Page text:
The MI6 James Bond website posted a story on June 3, with a spoiler warning in red type at the start of the article. The headline was simply, “Spoiler Warning.”

This blog summarized the MI6 website post the same day. That post also had a spoiler warning: “Is this a spoiler? Only if it’s correct. Nevertheless, don’t read any further if that upsets you.”

However, the Mail on Sunday, the Sunday edition of the Daily Mail, came out with a story based on the call sheets the evening of June 6, New York time.

The Mail didn’t have a spoiler warning. In fact, the big spoiler was in the headline. So don’t click on the link above if you don’t want to know.

Since then, there has been a lot of fan complaints and criticism on social media.

It’s possible more of this may lay ahead. It’s still five months until No Time to Die’s current scheduled release date.

Does No Time to Die evoke one of Fleming’s last ideas?

New No Time to Die poster

Is this a spoiler? Only if it’s correct. Nevertheless, don’t read any further if that upsets you.

The MI6 James Bond website today published a story about No Time to Die spoilers based on call sheets issued during filming in Italy last year.

The article reveals a number of details. But one in particular would catch the attention of Bond fans who’ve read Ian Fleming’s original novels.

Specifically, such fans would note the end of the author’s You Only Live Twice novel.

Here’s an excerpt:

One of the final scenes to be shot Italy back in September was with Nomi (Lashana Lynch) and Madeliene (Lea Seydoux) on the coast near Maratea Port for scene #235. This location is doubling for Safin’s island. Local press caught shots of a rib boat with Nomi in combat gear and Madeline on a radio.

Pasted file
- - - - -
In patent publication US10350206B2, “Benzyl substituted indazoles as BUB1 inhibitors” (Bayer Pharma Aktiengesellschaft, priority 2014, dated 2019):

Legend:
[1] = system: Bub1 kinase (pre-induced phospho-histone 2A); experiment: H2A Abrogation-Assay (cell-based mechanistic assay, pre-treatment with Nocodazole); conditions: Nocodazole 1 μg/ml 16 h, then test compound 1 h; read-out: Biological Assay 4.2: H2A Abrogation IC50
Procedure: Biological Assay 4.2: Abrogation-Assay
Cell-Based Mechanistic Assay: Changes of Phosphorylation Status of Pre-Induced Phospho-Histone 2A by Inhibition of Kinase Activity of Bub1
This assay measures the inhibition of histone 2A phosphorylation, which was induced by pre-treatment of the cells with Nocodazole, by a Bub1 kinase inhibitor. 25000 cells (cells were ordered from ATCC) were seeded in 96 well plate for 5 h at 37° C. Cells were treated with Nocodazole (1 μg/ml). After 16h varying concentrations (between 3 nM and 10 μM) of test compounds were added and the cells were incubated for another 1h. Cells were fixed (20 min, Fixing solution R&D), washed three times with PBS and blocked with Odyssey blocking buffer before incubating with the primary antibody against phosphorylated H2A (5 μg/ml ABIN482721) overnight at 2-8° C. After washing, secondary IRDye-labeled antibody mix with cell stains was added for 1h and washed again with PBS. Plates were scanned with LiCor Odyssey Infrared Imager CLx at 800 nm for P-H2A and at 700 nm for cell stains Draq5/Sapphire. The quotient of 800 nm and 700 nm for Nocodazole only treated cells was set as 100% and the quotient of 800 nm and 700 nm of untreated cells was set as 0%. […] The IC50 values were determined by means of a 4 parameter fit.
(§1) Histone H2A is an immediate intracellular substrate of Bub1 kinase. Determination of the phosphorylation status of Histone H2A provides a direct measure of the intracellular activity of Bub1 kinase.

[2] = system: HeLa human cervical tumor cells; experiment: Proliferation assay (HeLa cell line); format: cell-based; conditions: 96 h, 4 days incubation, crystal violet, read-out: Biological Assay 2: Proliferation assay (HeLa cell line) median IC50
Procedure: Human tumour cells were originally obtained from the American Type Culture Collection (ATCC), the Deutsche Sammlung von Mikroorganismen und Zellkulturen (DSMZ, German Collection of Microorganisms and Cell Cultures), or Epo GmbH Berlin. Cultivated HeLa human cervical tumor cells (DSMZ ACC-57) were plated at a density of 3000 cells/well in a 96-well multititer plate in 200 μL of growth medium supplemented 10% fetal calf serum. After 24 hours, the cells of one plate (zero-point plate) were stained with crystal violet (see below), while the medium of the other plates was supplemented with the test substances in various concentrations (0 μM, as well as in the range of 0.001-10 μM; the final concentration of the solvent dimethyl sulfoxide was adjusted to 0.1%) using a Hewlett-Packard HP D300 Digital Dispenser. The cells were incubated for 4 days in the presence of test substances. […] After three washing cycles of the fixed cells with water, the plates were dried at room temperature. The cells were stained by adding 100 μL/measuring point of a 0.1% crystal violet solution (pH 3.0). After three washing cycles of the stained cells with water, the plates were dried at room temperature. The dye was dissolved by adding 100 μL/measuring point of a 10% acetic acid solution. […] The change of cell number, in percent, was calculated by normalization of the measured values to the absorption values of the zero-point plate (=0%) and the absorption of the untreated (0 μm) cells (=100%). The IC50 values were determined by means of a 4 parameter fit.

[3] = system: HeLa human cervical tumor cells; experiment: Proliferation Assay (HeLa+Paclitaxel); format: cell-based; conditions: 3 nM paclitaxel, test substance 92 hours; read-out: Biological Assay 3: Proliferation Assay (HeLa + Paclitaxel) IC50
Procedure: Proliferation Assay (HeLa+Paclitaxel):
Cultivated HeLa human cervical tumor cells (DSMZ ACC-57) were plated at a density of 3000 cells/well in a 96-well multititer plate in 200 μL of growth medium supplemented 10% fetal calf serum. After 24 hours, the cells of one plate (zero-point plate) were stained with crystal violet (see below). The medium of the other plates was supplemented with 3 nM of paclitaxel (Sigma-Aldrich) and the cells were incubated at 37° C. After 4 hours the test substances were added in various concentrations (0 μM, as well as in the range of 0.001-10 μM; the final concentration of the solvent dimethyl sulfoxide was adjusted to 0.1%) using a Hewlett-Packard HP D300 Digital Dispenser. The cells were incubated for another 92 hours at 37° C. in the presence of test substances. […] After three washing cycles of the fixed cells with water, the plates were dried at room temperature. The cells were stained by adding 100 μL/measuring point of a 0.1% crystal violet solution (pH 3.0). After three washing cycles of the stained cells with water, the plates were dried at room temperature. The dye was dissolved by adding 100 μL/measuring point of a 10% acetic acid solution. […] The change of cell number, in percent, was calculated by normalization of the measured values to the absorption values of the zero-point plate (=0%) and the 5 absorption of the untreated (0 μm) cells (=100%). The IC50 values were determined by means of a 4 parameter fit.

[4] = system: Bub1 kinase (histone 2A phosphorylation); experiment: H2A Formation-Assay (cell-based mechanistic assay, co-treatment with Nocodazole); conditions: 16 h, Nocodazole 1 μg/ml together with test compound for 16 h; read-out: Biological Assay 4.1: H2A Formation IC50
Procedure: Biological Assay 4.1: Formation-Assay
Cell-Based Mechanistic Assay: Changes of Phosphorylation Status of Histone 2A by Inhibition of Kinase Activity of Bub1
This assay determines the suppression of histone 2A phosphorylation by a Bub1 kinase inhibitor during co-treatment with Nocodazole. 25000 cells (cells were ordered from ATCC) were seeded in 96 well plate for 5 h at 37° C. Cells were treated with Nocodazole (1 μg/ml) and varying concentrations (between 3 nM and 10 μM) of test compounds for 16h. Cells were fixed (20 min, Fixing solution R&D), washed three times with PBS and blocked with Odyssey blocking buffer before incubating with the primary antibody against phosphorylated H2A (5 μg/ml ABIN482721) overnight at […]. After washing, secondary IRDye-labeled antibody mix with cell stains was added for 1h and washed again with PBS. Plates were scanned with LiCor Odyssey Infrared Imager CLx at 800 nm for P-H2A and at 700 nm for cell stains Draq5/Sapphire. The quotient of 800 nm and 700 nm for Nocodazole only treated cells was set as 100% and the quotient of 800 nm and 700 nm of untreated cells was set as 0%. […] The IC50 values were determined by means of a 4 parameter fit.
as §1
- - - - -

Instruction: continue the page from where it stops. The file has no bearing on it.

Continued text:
But there is a third character included in these late scenes, and it is not James Bond. Her name is Mathilde and she is 5 years old. She appears in scene #235: “Nomi pilots Madeliene and Mathilde to safety with island in the background.”

Could Mathilde be the daughter of Bond? That would be similar to the You Only Live Twice novel, where Bond, suffering from amnesia and thinking he’s a Japanese fisherman, travels off to the Soviet Union. He’s unaware that Kissy Suzuki is pregnant with his son.

The MI6 article adds this at the end:

Could James Bond become a parent? Regular Bond writers Neal Purvis and Robert Wade have for years worked on including elements of unused Ian Fleming material, and aside from Bond’s brainwashed attempt to assassinate M in ‘The Man With The Golden Gun’, one of the most glaring omissions from the film series is how Bond leaves Kissy at the end of ‘You Only Live Twice’.

We’ll see. Eventually.

Footnote: Bond continuation novel author Raymond Benson ran with the idea at the beginning of his 1997-2002 run. James Suzuki, the daughter of Bond and Kissy, figures into the short story Blast From the Past. That story was first published in Playboy.

James Suzuki is killed, bringing Bond into conflict with another old enemy.

A suspicious IMDB cast listing for No Time to Die

UPDATE (May 31, 2020): Imagine that. *Alex A.J. Gardner* as “Young James Bond” has been stripped out of the IMDB.COM CAST LIST for No Time to Die. <sarcasm>Who would have thought?</sarcasm>